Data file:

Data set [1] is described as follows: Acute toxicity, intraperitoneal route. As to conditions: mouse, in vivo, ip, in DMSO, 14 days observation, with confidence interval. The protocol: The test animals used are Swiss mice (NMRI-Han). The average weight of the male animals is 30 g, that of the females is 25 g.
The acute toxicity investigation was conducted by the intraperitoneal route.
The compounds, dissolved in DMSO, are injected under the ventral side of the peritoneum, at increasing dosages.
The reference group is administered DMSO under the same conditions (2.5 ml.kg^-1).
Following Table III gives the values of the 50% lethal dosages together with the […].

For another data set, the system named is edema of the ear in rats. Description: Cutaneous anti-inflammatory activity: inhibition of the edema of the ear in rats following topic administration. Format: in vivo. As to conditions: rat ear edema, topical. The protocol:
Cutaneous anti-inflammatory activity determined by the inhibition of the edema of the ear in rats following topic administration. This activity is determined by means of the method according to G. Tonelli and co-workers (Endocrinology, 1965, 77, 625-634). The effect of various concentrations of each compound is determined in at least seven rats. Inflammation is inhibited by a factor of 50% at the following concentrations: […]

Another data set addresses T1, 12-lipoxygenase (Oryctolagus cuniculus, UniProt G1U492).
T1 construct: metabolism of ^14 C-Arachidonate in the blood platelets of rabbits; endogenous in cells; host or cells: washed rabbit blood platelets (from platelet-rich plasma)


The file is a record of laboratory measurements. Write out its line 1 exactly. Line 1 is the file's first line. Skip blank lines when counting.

Data set [1] is described as follows: Acute toxicity, intraperitoneal route. As to conditions: mouse, in vivo, ip, in DMSO, 14 days observation, with confidence interval. The protocol: The test animals used are Swiss mice (NMRI-Han). The average weight of the male animals is 30 g, that of the females is 25 g.